Wednesday, October 17, 2012


It's been years in coming, but the BBW really does seem to have grown up.  He's always been bold, always been fearless, always been eager to do and try and see, but he hasn't always managed to keep his enthusiasm for life contained in a manageable unit, with four on the floor and operable steering.  He's been getting there, better and more solid every day, but today I saw again just how much he's grown.

I woke to a hard, heavy frost on the ground, with a thick, near-freezing fog socking us in at the farm.  The crisp, spooky weather, to which all the resident horses seem so temperamentally attuned, was ripe for fall ya-yas.  Since it was likely the horses would be staying in just a bit longer this morning in order to keep off the frosty grass until it warmed up a bit, I wanted to take advantage of  having the pastures empty of distractions so I could get the Germ some long-lining work outside the arena.  So off to work we went.

Fatty McBlatterson has been whining that his saddle is pinching again (ugh, so much work to take off the weight, with great success, all blown by a move to a richer pasture and two busy workweeks for me!) so we are lunging for cardio/weight-loss work, and then long-lining because he loves it so much.  (He really thrives on getting to go first.)  So, after a good 25 minute lunge session, on went the second line, and we did a few tours of the arena, followed by a few tours of the grass lanes just outside the arena.

The boy was perfection.  He was forward without pulling, responsive to the slightest rein aid or voice command.  He even stopped and stood still for long moments, which is never his strong suit.  In the long-lines, though, he seems to respect that this is fun enough to be good for, so he stood.

Convinced that I had his full brain, I left the relative safety and familiarity of the arena area, and we headed out in front of the house to make our way westward and up the lane.  My dog Jake, who still hates Sherman (and all horses, really) for this episode, jumped up from his perch on the couch and lunged at the sliding glass doors, barking his fool head off at us from the other side of the glass.  Sherm gave a jump to the left, and, yes, a step to the right, but stayed smoothly in contact at the front of the lines. After the step back to the right, I said "Whoa," and he stopped and waited for me-- the typical Morgan spook and recovery and then right back to business.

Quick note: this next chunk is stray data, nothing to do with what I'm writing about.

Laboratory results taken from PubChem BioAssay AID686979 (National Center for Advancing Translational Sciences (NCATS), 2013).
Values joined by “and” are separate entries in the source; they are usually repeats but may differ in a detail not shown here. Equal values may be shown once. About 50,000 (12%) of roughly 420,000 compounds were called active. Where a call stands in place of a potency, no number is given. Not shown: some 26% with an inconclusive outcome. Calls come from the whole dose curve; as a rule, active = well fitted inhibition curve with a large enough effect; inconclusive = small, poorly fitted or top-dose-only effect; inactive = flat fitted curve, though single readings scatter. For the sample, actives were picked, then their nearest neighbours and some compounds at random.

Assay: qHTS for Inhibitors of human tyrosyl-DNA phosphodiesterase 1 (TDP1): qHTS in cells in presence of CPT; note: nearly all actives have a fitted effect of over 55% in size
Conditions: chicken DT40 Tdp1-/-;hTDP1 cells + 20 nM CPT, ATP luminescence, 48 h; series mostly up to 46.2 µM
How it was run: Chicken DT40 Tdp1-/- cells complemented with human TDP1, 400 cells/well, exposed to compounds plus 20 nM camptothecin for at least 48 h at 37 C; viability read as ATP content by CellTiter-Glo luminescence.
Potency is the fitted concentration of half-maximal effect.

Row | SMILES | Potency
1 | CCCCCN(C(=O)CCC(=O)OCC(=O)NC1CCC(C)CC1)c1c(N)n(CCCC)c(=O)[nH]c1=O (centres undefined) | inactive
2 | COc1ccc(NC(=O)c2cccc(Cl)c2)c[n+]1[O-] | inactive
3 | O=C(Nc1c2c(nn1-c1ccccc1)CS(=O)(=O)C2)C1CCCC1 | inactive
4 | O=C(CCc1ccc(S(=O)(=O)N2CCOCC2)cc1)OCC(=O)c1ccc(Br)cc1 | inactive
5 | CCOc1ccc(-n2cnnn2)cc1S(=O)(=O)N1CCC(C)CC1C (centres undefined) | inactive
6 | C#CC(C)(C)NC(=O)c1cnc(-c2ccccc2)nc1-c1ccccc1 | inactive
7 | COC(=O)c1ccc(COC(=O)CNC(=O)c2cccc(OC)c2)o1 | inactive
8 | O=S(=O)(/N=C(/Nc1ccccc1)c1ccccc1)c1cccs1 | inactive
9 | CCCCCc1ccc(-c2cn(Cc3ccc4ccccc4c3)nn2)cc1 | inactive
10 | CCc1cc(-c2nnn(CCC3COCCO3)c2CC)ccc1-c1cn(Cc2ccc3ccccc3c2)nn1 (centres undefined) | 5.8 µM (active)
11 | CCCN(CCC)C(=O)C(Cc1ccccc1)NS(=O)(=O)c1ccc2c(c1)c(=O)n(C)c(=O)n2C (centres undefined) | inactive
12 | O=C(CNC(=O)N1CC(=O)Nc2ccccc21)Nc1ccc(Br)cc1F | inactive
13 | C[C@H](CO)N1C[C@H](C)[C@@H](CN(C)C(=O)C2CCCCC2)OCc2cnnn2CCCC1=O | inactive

We continued on out, up the lane and into the fog.  Sherm was calm, quiet, forward, and perfect.  He did everything exactly as I asked, and in addition waited to be asked to do more-- this really is progress, for he generally likes to volunteer more of all sorts, but today he just waited eagerly and was instantly responsive.  It was marvelous!

We got back down to the barn after the first pasture of horses had actually been turned out, and wow, what a hullabaloo! Frisky fall ponies spring-sproinging everywhere.  Sherm just watched with a posture that said, "well that looks like fun, but I'm working here, see, so I have to behave..."  I quickly untacked and put him in his stall for a few minutes while I put out the two-year old who was rearing and kicking the walls of his stall in his eagerness to get out and join the ya-ya party.  I wrestled said youngster up the same lane Sherm and I had just quietly walked down, and this boy was spooking, leaping, trembling, staring, and goofing at every shadowy boogey in every corner of the farm.  It was exasperating. I turned him loose, and it was a five-buck bolt before he got more interested in forward movement than upward.

I went back down and got Sherm and Uncle Celby and brought those two up together.  After I released them, they both had a good, exuberant canter out to the back of the pasture, demonstrating that they, too, felt good and had some good fall frisky to work off.  I was so pleased to see that Sherm really had been demonstrating great maturity in not having his ya-ya session while we were out there alone in the scary fog, but rather waited until an appropriate moment with the herd.

They grow up so fast...

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